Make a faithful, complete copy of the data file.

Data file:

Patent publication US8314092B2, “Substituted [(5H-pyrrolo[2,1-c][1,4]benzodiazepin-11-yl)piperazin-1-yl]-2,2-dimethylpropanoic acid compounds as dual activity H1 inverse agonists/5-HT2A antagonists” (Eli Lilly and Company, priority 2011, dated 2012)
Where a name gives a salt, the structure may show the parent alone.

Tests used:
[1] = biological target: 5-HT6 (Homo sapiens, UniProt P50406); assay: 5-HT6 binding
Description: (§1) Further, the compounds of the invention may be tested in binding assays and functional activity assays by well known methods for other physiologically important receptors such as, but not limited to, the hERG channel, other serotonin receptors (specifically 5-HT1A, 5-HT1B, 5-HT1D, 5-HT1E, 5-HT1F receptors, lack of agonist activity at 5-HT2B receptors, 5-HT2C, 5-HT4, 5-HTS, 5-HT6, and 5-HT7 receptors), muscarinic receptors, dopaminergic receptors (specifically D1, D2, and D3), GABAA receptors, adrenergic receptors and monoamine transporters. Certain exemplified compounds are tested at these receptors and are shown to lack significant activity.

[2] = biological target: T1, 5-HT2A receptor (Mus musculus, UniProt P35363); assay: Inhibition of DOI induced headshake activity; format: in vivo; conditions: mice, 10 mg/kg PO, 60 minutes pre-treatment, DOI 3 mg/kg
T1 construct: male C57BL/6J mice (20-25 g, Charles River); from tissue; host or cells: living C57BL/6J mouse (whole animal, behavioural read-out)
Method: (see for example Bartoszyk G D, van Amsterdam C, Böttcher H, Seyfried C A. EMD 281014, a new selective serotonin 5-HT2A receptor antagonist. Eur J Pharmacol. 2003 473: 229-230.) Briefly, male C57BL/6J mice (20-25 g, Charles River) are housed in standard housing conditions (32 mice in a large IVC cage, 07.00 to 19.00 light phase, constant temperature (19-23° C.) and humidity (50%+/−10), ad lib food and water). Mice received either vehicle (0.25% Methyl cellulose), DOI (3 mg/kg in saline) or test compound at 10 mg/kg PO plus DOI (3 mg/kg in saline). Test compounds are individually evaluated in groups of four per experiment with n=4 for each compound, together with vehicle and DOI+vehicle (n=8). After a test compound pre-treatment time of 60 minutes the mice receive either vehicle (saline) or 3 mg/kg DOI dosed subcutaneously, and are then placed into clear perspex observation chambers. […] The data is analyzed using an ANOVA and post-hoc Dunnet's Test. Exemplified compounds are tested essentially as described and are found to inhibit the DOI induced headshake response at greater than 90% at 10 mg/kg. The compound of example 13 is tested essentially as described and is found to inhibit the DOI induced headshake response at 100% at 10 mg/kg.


Patent publication US8314092B2, “Substituted [(5H-pyrrolo[2,1-c][1,4]benzodiazepin-11-yl)piperazin-1-yl]-2,2-dimethylpropanoic acid compounds as dual activity H1 inverse agonists/5-HT2A antagonists” (Eli Lilly and Company, priority 2011, dated 2012)
Where a name gives a salt, the structure may show the parent alone.

Tests used:
[1] = biological target: 5-HT6 (Homo sapiens, UniProt P50406); assay: 5-HT6 binding
Description: (§1) Further, the compounds of the invention may be tested in binding assays and functional activity assays by well known methods for other physiologically important receptors such as, but not limited to, the hERG channel, other serotonin receptors (specifically 5-HT1A, 5-HT1B, 5-HT1D, 5-HT1E, 5-HT1F receptors, lack of agonist activity at 5-HT2B receptors, 5-HT2C, 5-HT4, 5-HTS, 5-HT6, and 5-HT7 receptors), muscarinic receptors, dopaminergic receptors (specifically D1, D2, and D3), GABAA receptors, adrenergic receptors and monoamine transporters. Certain exemplified compounds are tested at these receptors and are shown to lack significant activity.

[2] = biological target: T1, 5-HT2A receptor (Mus musculus, UniProt P35363); assay: Inhibition of DOI induced headshake activity; format: in vivo; conditions: mice, 10 mg/kg PO, 60 minutes pre-treatment, DOI 3 mg/kg
T1 construct: male C57BL/6J mice (20-25 g, Charles River); from tissue; host or cells: living C57BL/6J mouse (whole animal, behavioural read-out)
Method: (see for example Bartoszyk G D, van Amsterdam C, Böttcher H, Seyfried C A. EMD 281014, a new selective serotonin 5-HT2A receptor antagonist. Eur J Pharmacol. 2003 473: 229-230.) Briefly, male C57BL/6J mice (20-25 g, Charles River) are housed in standard housing conditions (32 mice in a large IVC cage, 07.00 to 19.00 light phase, constant temperature (19-23° C.) and humidity (50%+/−10), ad lib food and water). Mice received either vehicle (0.25% Methyl cellulose), DOI (3 mg/kg in saline) or test compound at 10 mg/kg PO plus DOI (3 mg/kg in saline). Test compounds are individually evaluated in groups of four per experiment with n=4 for each compound, together with vehicle and DOI+vehicle (n=8). After a test compound pre-treatment time of 60 minutes the mice receive either vehicle (saline) or 3 mg/kg DOI dosed subcutaneously, and are then placed into clear perspex observation chambers. […] The data is analyzed using an ANOVA and post-hoc Dunnet's Test. Exemplified compounds are tested essentially as described and are found to inhibit the DOI induced headshake response at greater than 90% at 10 mg/kg. The compound of example 13 is tested essentially as described and is found to inhibit the DOI induced headshake response at 100% at 10 mg/kg.